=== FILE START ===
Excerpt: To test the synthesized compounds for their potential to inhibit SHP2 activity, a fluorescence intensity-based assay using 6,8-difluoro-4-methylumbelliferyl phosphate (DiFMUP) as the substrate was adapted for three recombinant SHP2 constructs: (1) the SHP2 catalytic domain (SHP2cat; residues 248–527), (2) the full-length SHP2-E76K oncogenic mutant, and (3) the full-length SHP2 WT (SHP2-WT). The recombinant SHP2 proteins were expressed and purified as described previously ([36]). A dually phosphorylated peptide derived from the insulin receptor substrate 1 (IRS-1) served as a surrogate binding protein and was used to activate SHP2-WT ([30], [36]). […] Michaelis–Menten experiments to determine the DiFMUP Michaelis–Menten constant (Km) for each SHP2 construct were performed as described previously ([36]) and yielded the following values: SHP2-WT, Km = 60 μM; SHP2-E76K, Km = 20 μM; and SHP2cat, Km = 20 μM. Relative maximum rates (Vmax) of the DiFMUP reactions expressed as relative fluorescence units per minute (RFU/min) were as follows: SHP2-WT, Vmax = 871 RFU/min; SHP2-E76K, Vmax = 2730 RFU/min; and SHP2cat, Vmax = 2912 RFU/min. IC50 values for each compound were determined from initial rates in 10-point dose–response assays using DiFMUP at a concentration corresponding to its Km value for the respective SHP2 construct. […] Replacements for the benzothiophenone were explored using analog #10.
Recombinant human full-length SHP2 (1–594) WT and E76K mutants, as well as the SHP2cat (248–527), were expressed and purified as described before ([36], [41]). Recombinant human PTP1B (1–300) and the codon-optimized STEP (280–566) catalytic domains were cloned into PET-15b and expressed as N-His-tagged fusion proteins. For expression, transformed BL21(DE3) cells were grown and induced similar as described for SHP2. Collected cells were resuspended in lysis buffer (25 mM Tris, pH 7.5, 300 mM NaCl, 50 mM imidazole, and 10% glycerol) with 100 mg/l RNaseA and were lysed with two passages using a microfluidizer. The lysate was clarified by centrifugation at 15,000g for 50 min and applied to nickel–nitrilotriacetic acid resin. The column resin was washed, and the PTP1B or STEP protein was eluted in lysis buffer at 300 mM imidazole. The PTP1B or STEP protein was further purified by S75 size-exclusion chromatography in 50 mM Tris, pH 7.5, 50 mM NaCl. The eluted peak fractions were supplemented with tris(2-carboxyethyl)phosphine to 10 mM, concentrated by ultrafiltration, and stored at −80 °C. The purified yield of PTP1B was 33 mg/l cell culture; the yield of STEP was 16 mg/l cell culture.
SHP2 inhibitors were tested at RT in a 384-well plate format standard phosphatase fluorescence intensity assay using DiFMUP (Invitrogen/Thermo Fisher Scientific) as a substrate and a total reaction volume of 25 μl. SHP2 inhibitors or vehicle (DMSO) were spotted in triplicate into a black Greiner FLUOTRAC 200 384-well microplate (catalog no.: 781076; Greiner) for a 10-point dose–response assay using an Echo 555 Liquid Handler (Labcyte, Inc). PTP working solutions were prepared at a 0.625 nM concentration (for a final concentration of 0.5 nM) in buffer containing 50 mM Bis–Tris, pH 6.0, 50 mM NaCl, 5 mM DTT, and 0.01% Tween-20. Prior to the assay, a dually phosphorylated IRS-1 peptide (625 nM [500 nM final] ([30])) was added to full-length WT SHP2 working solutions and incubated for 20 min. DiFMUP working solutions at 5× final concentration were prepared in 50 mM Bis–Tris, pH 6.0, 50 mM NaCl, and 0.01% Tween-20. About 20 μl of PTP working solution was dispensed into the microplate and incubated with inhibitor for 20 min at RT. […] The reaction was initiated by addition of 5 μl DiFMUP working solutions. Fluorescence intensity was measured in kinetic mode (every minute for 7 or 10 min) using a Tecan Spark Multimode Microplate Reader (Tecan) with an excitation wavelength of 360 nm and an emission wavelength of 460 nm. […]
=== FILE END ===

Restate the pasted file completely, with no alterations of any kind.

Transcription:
Excerpt: To test the synthesized compounds for their potential to inhibit SHP2 activity, a fluorescence intensity-based assay using 6,8-difluoro-4-methylumbelliferyl phosphate (DiFMUP) as the substrate was adapted for three recombinant SHP2 constructs: (1) the SHP2 catalytic domain (SHP2cat; residues 248–527), (2) the full-length SHP2-E76K oncogenic mutant, and (3) the full-length SHP2 WT (SHP2-WT). The recombinant SHP2 proteins were expressed and purified as described previously ([36]). A dually phosphorylated peptide derived from the insulin receptor substrate 1 (IRS-1) served as a surrogate binding protein and was used to activate SHP2-WT ([30], [36]). […] Michaelis–Menten experiments to determine the DiFMUP Michaelis–Menten constant (Km) for each SHP2 construct were performed as described previously ([36]) and yielded the following values: SHP2-WT, Km = 60 μM; SHP2-E76K, Km = 20 μM; and SHP2cat, Km = 20 μM. Relative maximum rates (Vmax) of the DiFMUP reactions expressed as relative fluorescence units per minute (RFU/min) were as follows: SHP2-WT, Vmax = 871 RFU/min; SHP2-E76K, Vmax = 2730 RFU/min; and SHP2cat, Vmax = 2912 RFU/min. IC50 values for each compound were determined from initial rates in 10-point dose–response assays using DiFMUP at a concentration corresponding to its Km value for the respective SHP2 construct. […] Replacements for the benzothiophenone were explored using analog #10.
Recombinant human full-length SHP2 (1–594) WT and E76K mutants, as well as the SHP2cat (248–527), were expressed and purified as described before ([36], [41]). Recombinant human PTP1B (1–300) and the codon-optimized STEP (280–566) catalytic domains were cloned into PET-15b and expressed as N-His-tagged fusion proteins. For expression, transformed BL21(DE3) cells were grown and induced similar as described for SHP2. Collected cells were resuspended in lysis buffer (25 mM Tris, pH 7.5, 300 mM NaCl, 50 mM imidazole, and 10% glycerol) with 100 mg/l RNaseA and were lysed with two passages using a microfluidizer. The lysate was clarified by centrifugation at 15,000g for 50 min and applied to nickel–nitrilotriacetic acid resin. The column resin was washed, and the PTP1B or STEP protein was eluted in lysis buffer at 300 mM imidazole. The PTP1B or STEP protein was further purified by S75 size-exclusion chromatography in 50 mM Tris, pH 7.5, 50 mM NaCl. The eluted peak fractions were supplemented with tris(2-carboxyethyl)phosphine to 10 mM, concentrated by ultrafiltration, and stored at −80 °C. The purified yield of PTP1B was 33 mg/l cell culture; the yield of STEP was 16 mg/l cell culture.
SHP2 inhibitors were tested at RT in a 384-well plate format standard phosphatase fluorescence intensity assay using DiFMUP (Invitrogen/Thermo Fisher Scientific) as a substrate and a total reaction volume of 25 μl. SHP2 inhibitors or vehicle (DMSO) were spotted in triplicate into a black Greiner FLUOTRAC 200 384-well microplate (catalog no.: 781076; Greiner) for a 10-point dose–response assay using an Echo 555 Liquid Handler (Labcyte, Inc). PTP working solutions were prepared at a 0.625 nM concentration (for a final concentration of 0.5 nM) in buffer containing 50 mM Bis–Tris, pH 6.0, 50 mM NaCl, 5 mM DTT, and 0.01% Tween-20. Prior to the assay, a dually phosphorylated IRS-1 peptide (625 nM [500 nM final] ([30])) was added to full-length WT SHP2 working solutions and incubated for 20 min. DiFMUP working solutions at 5× final concentration were prepared in 50 mM Bis–Tris, pH 6.0, 50 mM NaCl, and 0.01% Tween-20. About 20 μl of PTP working solution was dispensed into the microplate and incubated with inhibitor for 20 min at RT. […] The reaction was initiated by addition of 5 μl DiFMUP working solutions. Fluorescence intensity was measured in kinetic mode (every minute for 7 or 10 min) using a Tecan Spark Multimode Microplate Reader (Tecan) with an excitation wavelength of 360 nm and an emission wavelength of 460 nm. […]